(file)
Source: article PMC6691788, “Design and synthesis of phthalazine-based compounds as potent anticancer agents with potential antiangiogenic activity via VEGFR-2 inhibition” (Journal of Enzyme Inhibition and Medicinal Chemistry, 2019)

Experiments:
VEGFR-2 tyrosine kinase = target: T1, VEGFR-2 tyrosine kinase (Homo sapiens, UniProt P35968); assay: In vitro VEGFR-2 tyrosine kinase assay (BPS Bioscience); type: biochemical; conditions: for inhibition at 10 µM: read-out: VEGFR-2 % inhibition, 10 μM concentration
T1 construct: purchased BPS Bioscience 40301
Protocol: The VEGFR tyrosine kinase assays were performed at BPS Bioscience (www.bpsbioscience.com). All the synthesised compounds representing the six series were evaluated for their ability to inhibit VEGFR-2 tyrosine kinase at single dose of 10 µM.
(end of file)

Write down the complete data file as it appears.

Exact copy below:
Source: article PMC6691788, “Design and synthesis of phthalazine-based compounds as potent anticancer agents with potential antiangiogenic activity via VEGFR-2 inhibition” (Journal of Enzyme Inhibition and Medicinal Chemistry, 2019)

Experiments:
VEGFR-2 tyrosine kinase = target: T1, VEGFR-2 tyrosine kinase (Homo sapiens, UniProt P35968); assay: In vitro VEGFR-2 tyrosine kinase assay (BPS Bioscience); type: biochemical; conditions: for inhibition at 10 µM: read-out: VEGFR-2 % inhibition, 10 μM concentration
T1 construct: purchased BPS Bioscience 40301
Protocol: The VEGFR tyrosine kinase assays were performed at BPS Bioscience (www.bpsbioscience.com). All the synthesised compounds representing the six series were evaluated for their ability to inhibit VEGFR-2 tyrosine kinase at single dose of 10 µM.